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Chiquita: Doomed If We Do, Doomed If We Don't

In: Business and Management

Submitted By elikyuyu
Words 1999
Pages 8
University of Caloocan City
Camarin Campus

A business case analysis entitled

“Chiquita: Doomed if we do, doomed if we don’t”

Shane Marie Diesta
Christian Balagtas
Eric Jay Etoc

II. Recommendation Statement
Our team recommends Chiquita International to withdraw their segment in Columbia should the threat of the AUC puts the life of the employees and the compliance with the government at stake.

III. Background Information
Chiquita Brands International, Inc. (“Chiquita”) ,along with its subsidiaries, is an international marketer and distributor of bananas and pineapples sold under the Chiquita and other brand names in 70 countries, and packaged salads sold under the Fresh Express and other brand names primarily in the United States. With over twenty six thousand employees across six continents, the banana company faced one of its red hot scandals, right in Columbia.
Chiquita admitted that it had been paying for years to the violent, right-wing terrorist organization United Self-Defense Forces of Colombia – an English translation of the Spanish name of the group, "Autodefensas Unidas de Colombia" (commonly known as and referred to hereinafter as the "AUC") in exchange of AUC not giving harm to Chiquita’s employees.
The AUC had been designated by the U.S. government as a Foreign Terrorist Organization ("FTO") on Sept. 10, 2001, and these designations made it a federal crime for Chiquita, as a U.S. corporation, to provide money to the AUC. In April 2003, Chiquita made a voluntary self-disclosure to the government of its payments to the AUC, giving rise to this investigation.
"Like any criminal enterprise, a terrorist organization needs a funding stream to support its operations. For several years, the AUC terrorist group found one in the payments they demanded from Chiquita Brands International. Thanks to Chiquita's cooperation and this prosecution, that funding stream is now dry and corporations are on notice that they cannot make protection payments to terrorists," said Assistant Attorney General Wainstein.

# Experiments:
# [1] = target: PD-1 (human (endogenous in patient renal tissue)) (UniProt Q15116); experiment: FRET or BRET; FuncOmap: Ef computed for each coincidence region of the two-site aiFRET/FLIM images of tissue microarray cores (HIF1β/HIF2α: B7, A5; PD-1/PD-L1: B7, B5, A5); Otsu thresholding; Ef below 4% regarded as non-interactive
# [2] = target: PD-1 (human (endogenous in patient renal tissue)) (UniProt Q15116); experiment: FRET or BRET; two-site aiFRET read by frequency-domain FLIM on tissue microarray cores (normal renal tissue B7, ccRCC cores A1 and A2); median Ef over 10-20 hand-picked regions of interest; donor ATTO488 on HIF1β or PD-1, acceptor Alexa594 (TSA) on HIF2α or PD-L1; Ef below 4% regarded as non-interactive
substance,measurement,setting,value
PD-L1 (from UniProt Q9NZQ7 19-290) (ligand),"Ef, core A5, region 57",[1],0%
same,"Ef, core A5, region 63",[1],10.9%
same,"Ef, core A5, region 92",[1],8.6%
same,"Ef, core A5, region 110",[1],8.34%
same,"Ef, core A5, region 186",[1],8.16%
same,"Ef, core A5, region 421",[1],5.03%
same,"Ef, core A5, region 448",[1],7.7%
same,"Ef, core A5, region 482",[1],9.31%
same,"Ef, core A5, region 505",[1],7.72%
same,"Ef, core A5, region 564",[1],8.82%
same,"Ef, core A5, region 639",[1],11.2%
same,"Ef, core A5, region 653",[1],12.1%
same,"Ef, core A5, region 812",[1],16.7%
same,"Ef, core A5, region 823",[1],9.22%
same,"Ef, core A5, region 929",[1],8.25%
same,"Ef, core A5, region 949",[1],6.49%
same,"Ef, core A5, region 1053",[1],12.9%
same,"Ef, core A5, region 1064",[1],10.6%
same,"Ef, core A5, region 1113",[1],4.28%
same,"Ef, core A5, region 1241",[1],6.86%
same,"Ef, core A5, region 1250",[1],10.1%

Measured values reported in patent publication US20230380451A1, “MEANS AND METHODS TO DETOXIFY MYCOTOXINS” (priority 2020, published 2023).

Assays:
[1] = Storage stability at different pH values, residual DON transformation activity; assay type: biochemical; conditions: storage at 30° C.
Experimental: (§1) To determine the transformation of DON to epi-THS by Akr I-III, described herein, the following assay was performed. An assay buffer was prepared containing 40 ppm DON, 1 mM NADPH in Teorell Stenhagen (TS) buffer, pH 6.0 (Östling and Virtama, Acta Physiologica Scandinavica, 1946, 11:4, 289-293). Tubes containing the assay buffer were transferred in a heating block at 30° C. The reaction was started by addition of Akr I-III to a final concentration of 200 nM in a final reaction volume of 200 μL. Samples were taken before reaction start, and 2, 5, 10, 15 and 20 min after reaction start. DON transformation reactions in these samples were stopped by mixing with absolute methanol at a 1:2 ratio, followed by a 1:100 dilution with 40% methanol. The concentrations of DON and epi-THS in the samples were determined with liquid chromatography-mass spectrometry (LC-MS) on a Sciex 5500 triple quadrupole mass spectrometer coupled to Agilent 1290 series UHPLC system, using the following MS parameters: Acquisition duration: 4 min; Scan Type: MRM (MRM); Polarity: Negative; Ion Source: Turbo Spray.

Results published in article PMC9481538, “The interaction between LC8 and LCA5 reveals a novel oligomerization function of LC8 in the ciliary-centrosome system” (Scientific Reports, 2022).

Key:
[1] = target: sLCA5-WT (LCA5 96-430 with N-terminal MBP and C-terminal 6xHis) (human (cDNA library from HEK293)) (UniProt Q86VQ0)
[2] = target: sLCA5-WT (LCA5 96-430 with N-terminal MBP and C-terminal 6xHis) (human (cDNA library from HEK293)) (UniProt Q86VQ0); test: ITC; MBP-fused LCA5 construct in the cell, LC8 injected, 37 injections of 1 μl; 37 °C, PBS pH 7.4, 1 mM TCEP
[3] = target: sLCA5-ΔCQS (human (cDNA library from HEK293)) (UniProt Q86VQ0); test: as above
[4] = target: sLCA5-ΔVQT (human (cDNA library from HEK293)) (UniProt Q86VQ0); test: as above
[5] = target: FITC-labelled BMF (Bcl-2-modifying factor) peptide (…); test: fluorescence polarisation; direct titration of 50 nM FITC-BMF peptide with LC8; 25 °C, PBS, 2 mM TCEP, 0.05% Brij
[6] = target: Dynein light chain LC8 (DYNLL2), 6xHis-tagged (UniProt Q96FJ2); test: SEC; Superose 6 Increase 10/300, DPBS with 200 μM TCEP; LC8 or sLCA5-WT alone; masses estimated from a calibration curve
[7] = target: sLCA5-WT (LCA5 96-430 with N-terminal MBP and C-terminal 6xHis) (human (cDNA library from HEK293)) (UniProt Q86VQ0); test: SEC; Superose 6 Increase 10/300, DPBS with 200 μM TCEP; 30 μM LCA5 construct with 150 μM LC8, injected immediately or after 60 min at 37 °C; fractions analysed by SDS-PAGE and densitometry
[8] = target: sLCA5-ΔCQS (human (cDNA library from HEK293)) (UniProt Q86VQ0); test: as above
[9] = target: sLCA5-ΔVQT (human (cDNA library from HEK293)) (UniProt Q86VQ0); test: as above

"Funding a terrorist organization can never be treated as a cost of doing business," stated U.S. Attorney Taylor. "American businesses must take note that payments to terrorists are of a whole different category. They are crimes. But like adjustments that American businesses made to the passage of the Foreign Corrupt Practices Act decades ago, American businesses, as good corporate citizens, will find ways to conform their conduct to the requirements of the law and still remain competitive."
"This case clearly demonstrates the commitment of the Commerce Department and its Bureau of Industry and Security to the Administration's fight against terrorist financing," said Commerce Deputy Assistant Secretary Wysong.
"The message to industry from this guilty plea today is that the U.S. Government will bring its full power to bear in the investigation of those who conduct business with designated terrorist organizations, even when those acts occur outside of the United States," said ICE Special Agent in Charge Reid.
Following the company's disclosure, the investigation leading to this prosecution developed evidence that for over six years – from sometime in 1997 through Feb. 4, 2004 – Chiquita paid money to the AUC in two regions of the Republic of Colombia where Chiquita had banana-producing operations: Urabá and Santa Marta. Chiquita made these payments through its wholly-owned Colombian subsidiary known as "Banadex." By 2003, Banadex was Chiquita's most profitable operation. Chiquita, through Banadex, paid the AUC nearly every month. In total, Chiquita made over 100 payments to the AUC amounting to over $1.7 million.